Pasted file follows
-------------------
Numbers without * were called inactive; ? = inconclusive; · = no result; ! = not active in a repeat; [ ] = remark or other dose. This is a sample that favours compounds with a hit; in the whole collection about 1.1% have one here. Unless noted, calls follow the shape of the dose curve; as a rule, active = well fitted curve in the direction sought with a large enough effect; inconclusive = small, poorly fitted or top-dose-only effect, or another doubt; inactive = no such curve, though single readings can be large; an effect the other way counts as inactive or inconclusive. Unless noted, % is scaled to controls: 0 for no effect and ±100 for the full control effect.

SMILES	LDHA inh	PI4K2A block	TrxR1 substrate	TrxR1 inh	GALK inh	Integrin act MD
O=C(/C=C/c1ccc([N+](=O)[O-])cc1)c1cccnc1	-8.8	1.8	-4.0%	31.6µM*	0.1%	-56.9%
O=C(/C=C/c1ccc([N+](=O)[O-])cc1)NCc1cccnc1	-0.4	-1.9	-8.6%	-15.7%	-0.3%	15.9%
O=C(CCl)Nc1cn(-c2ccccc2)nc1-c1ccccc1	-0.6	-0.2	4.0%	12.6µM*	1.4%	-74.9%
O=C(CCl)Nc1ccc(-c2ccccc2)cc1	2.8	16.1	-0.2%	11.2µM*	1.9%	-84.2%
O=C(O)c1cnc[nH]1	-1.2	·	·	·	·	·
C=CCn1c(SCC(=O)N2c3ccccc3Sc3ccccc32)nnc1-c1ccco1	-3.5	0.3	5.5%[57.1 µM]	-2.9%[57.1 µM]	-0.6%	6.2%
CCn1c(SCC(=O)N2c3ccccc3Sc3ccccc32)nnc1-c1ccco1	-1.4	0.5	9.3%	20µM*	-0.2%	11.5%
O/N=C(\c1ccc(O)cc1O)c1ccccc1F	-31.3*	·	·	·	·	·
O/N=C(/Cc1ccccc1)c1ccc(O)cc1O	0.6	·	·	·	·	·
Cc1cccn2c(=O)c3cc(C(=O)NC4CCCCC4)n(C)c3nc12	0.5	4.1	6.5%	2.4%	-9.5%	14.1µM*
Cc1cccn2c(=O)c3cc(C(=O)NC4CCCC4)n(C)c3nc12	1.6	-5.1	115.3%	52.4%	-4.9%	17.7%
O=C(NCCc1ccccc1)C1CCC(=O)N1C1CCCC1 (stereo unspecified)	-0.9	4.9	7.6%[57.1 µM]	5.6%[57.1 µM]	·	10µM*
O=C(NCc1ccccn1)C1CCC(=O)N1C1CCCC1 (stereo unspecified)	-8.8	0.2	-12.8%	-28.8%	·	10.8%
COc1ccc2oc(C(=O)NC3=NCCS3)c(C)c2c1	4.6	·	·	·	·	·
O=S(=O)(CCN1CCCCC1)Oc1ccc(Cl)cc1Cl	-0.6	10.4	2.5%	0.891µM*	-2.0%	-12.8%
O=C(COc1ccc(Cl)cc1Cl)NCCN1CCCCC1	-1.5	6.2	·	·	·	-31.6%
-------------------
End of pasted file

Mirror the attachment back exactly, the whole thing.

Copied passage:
Numbers without * were called inactive; ? = inconclusive; · = no result; ! = not active in a repeat; [ ] = remark or other dose. This is a sample that favours compounds with a hit; in the whole collection about 1.1% have one here. Unless noted, calls follow the shape of the dose curve; as a rule, active = well fitted curve in the direction sought with a large enough effect; inconclusive = small, poorly fitted or top-dose-only effect, or another doubt; inactive = no such curve, though single readings can be large; an effect the other way counts as inactive or inconclusive. Unless noted, % is scaled to controls: 0 for no effect and ±100 for the full control effect.

SMILES	LDHA inh	PI4K2A block	TrxR1 substrate	TrxR1 inh	GALK inh	Integrin act MD
O=C(/C=C/c1ccc([N+](=O)[O-])cc1)c1cccnc1	-8.8	1.8	-4.0%	31.6µM*	0.1%	-56.9%
O=C(/C=C/c1ccc([N+](=O)[O-])cc1)NCc1cccnc1	-0.4	-1.9	-8.6%	-15.7%	-0.3%	15.9%
O=C(CCl)Nc1cn(-c2ccccc2)nc1-c1ccccc1	-0.6	-0.2	4.0%	12.6µM*	1.4%	-74.9%
O=C(CCl)Nc1ccc(-c2ccccc2)cc1	2.8	16.1	-0.2%	11.2µM*	1.9%	-84.2%
O=C(O)c1cnc[nH]1	-1.2	·	·	·	·	·
C=CCn1c(SCC(=O)N2c3ccccc3Sc3ccccc32)nnc1-c1ccco1	-3.5	0.3	5.5%[57.1 µM]	-2.9%[57.1 µM]	-0.6%	6.2%
CCn1c(SCC(=O)N2c3ccccc3Sc3ccccc32)nnc1-c1ccco1	-1.4	0.5	9.3%	20µM*	-0.2%	11.5%
O/N=C(\c1ccc(O)cc1O)c1ccccc1F	-31.3*	·	·	·	·	·
O/N=C(/Cc1ccccc1)c1ccc(O)cc1O	0.6	·	·	·	·	·
Cc1cccn2c(=O)c3cc(C(=O)NC4CCCCC4)n(C)c3nc12	0.5	4.1	6.5%	2.4%	-9.5%	14.1µM*
Cc1cccn2c(=O)c3cc(C(=O)NC4CCCC4)n(C)c3nc12	1.6	-5.1	115.3%	52.4%	-4.9%	17.7%
O=C(NCCc1ccccc1)C1CCC(=O)N1C1CCCC1 (stereo unspecified)	-0.9	4.9	7.6%[57.1 µM]	5.6%[57.1 µM]	·	10µM*
O=C(NCc1ccccn1)C1CCC(=O)N1C1CCCC1 (stereo unspecified)	-8.8	0.2	-12.8%	-28.8%	·	10.8%
COc1ccc2oc(C(=O)NC3=NCCS3)c(C)c2c1	4.6	·	·	·	·	·
O=S(=O)(CCN1CCCCC1)Oc1ccc(Cl)cc1Cl	-0.6	10.4	2.5%	0.891µM*	-2.0%	-12.8%
O=C(COc1ccc(Cl)cc1Cl)NCCN1CCCCC1	-1.5	6.2	·	·	·	-31.6%